AY: There are only two guys in that class, one of them being me — my period, at least — and it was really interesting because our dance teacher, Ms. Plaza, she kept helping me and the other guy specifically. We weren’t at a disadvantage but she kept working with us and telling us we should get more guys to join P.E. dance.

I improved so much from that class specifically because we rarely work on technique, but just going through things over and over again [helped me improve.] She put up flyers for the dance team and at first, I thought ‘I shouldn’t even audition, those are for people who have been doing dance for years and I’d just started.’ So when my friend said ‘Hey, you should try out’ after she watched me doing one of the choreographies, it was like ‘no.’ And then Ms. Plaza said ‘Oh yeah you should do it’ — I was like ‘Wow, okay.’

EE: What were your thoughts going into the audition?
AY: I was just there to have a good time. I knew that I’m not at the level of the Marquesas, the previous Marquesas so I was trying not to expect anything. I was thinking ‘You know what, I should just, as a guy, I should just do it because there’s not enough guys doing dance so I just wanted to be secure and have fun and just represent [them] at least.

EE: How did it feel when you found out you made the team?
AY: I was so happy, I was so excited … I got scared because I’m a theater kid so my schedule’s already packed and so just making it into something is ‘Oh my gosh yay — wait.’ It worked out schedule-wise so I was just really really happy. I told everyone … That was an achievement that I am super happy [about] because I’m self-conscious about theater and stuff so [having this] one big achievement in my life that I’m happy and really proud about [and being] ready to share that [made me happy.]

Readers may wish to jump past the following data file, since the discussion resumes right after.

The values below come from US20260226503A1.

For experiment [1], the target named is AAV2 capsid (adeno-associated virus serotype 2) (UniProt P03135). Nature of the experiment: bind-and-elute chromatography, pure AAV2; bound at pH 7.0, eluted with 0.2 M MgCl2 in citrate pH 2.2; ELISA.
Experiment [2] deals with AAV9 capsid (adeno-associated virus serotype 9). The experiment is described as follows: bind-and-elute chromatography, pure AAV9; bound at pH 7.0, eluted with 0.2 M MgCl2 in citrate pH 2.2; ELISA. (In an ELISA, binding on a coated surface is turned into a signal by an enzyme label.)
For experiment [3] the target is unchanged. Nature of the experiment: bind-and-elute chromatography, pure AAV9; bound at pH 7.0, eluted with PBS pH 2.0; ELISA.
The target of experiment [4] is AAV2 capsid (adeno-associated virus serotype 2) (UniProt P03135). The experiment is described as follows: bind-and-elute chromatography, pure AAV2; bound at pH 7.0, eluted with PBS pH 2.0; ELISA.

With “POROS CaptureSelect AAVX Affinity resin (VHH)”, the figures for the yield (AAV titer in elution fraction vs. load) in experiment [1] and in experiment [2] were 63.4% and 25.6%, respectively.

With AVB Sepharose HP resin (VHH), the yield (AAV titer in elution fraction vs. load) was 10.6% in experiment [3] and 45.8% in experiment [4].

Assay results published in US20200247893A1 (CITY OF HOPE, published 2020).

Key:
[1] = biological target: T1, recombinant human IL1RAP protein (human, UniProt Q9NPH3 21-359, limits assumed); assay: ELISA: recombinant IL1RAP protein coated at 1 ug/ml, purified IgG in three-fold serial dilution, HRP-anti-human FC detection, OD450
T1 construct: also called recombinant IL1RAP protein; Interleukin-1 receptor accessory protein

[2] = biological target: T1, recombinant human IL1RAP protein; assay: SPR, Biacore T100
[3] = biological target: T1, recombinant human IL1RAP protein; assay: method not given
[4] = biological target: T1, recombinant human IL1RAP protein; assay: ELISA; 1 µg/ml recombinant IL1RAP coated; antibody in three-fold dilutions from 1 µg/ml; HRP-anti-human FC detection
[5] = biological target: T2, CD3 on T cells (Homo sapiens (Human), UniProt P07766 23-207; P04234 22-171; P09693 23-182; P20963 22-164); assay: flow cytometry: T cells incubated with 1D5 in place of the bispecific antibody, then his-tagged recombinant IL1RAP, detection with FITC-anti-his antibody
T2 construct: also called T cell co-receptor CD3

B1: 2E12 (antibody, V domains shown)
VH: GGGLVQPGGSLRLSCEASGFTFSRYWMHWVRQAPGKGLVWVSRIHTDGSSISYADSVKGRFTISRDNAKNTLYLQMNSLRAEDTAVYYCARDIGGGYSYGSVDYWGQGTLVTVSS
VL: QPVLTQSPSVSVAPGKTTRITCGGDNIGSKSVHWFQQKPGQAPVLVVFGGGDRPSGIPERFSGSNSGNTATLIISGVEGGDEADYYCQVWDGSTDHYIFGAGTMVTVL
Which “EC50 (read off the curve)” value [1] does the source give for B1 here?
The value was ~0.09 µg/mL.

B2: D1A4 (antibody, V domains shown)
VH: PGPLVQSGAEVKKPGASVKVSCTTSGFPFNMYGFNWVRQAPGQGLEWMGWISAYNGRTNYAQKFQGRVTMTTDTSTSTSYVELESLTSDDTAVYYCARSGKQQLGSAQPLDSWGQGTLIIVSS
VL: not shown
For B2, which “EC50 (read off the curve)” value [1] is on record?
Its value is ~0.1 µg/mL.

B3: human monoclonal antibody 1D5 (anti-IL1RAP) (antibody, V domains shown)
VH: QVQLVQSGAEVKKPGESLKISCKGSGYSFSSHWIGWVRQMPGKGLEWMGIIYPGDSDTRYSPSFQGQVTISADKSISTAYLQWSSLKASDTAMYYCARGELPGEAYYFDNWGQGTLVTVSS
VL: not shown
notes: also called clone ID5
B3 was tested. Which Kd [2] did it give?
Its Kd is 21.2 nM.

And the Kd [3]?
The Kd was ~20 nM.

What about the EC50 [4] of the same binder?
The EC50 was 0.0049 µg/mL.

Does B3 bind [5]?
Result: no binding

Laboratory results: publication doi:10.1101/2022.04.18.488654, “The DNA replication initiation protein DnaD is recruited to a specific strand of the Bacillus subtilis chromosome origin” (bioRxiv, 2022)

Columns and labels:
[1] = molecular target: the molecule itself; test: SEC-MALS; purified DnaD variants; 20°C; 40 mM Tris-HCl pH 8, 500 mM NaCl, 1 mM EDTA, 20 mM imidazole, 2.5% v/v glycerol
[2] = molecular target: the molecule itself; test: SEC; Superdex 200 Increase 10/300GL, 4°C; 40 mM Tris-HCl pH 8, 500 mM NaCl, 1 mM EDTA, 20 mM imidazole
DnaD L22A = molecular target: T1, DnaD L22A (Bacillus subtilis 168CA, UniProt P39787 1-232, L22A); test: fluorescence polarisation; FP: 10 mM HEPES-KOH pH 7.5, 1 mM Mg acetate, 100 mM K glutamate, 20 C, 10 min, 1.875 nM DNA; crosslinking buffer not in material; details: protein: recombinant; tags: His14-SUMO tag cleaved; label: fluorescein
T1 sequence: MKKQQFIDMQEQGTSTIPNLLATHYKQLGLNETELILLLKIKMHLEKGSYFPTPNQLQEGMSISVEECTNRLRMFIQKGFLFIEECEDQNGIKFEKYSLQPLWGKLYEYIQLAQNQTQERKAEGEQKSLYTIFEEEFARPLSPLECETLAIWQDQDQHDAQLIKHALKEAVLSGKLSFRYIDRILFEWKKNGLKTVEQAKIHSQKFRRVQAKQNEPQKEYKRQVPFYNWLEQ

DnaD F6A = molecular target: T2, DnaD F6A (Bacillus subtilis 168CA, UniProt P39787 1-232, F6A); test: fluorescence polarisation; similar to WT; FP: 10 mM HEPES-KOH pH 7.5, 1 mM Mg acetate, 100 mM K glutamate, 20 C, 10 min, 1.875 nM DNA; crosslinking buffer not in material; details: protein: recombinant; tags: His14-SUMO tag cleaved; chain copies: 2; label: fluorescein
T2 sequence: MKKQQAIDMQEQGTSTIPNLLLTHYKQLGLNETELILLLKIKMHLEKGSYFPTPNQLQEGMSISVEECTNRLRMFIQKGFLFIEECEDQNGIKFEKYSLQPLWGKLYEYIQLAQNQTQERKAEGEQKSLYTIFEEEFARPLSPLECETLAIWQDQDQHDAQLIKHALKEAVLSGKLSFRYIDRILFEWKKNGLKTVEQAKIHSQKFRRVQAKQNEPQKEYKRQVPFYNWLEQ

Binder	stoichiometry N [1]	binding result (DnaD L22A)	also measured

EE: What are you most excited for next year?
AY: I’m really excited [to perform in front of the school] because it’s going to be something really new for me because it’s a rally and so more people are going to be there.

EE: I know you said earlier that a part of it for you auditioning was representing guys because there’s not that many guys auditioning for dance team or taking P.E. dance, so how would you encourage people to take dance? How would you debunk the stigma about dance being a more feminine sport?
AY: As a guy doing even P.E. dance, I completely just have to ignore the stigma. You can’t think about [the stigma] when you’re trying to go for it and break it really so I think having two guys on the team — well, we may not be the ideals of masculinity … [but] the thing with masculinity for me is that there’s being insecure of your masculinity which is — I mean, it’s all social, nothing’s real — but being insecure about your masculinity for me is being more masculine and then being secure about it is not caring.

EE: Any final thoughts?
AY: I really want people to just audition for things. I want it, personally because arts is a really hard thing to get into personally and as a career so I think the student population should consider doing dance and you don’t have to have any experience to audition — just go to auditions whenever they pop up and just have a good time for the musical, for anything. That’s really my ideal world, is where everyone just has a good time and tries out for things and if you don’t make it, then you know you can try again later.